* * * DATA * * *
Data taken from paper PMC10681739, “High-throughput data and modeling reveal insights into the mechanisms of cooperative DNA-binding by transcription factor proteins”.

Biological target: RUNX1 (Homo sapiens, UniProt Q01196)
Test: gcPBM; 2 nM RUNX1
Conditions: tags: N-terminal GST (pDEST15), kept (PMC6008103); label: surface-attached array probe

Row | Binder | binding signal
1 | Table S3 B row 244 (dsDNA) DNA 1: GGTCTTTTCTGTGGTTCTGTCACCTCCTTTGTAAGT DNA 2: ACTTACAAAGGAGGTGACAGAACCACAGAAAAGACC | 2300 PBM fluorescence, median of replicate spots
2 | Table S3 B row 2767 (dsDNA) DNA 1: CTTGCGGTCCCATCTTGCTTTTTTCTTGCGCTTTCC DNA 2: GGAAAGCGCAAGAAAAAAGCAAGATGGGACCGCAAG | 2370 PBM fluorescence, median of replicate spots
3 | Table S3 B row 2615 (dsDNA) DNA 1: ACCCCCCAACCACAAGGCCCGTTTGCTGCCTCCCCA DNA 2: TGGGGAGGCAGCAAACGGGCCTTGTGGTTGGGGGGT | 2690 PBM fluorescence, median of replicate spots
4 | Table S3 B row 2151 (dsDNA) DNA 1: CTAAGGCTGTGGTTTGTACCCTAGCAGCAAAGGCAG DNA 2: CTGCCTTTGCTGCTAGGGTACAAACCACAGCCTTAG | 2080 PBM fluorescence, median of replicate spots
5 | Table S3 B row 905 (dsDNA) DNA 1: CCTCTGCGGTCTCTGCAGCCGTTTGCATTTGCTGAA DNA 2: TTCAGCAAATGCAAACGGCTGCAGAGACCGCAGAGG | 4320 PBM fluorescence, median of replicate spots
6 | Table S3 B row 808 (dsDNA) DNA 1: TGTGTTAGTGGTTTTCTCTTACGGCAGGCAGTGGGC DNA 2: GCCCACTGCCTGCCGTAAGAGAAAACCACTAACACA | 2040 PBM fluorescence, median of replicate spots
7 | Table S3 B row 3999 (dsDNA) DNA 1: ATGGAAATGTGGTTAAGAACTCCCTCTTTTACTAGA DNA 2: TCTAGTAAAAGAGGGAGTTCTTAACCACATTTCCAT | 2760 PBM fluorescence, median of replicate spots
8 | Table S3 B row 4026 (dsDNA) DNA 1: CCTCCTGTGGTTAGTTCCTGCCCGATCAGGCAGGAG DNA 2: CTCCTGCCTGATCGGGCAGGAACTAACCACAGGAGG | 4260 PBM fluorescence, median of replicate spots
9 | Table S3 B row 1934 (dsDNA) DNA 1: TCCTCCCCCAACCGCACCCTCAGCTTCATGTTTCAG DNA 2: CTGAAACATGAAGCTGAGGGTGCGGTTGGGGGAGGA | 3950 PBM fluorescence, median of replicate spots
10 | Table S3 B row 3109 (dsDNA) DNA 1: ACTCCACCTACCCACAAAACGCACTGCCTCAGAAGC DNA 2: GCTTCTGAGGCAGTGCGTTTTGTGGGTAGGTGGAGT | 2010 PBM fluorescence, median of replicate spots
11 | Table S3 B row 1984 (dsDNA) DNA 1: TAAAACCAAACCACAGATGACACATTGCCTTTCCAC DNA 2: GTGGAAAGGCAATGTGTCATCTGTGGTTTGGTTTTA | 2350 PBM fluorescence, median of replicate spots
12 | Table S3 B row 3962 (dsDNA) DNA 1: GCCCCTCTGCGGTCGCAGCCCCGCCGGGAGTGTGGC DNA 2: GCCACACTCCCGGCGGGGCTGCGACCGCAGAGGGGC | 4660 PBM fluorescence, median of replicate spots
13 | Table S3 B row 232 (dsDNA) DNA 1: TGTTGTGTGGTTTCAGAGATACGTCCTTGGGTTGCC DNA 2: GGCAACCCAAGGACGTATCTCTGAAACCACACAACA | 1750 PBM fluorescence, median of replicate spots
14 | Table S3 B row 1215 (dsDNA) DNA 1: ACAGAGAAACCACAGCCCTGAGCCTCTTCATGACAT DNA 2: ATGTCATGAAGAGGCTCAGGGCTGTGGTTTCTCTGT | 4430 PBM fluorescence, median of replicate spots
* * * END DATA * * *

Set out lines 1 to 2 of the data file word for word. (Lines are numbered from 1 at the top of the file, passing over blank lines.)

Data taken from paper PMC10681739, “High-throughput data and modeling reveal insights into the mechanisms of cooperative DNA-binding by transcription factor proteins”.

Biological target: RUNX1 (Homo sapiens, UniProt Q01196)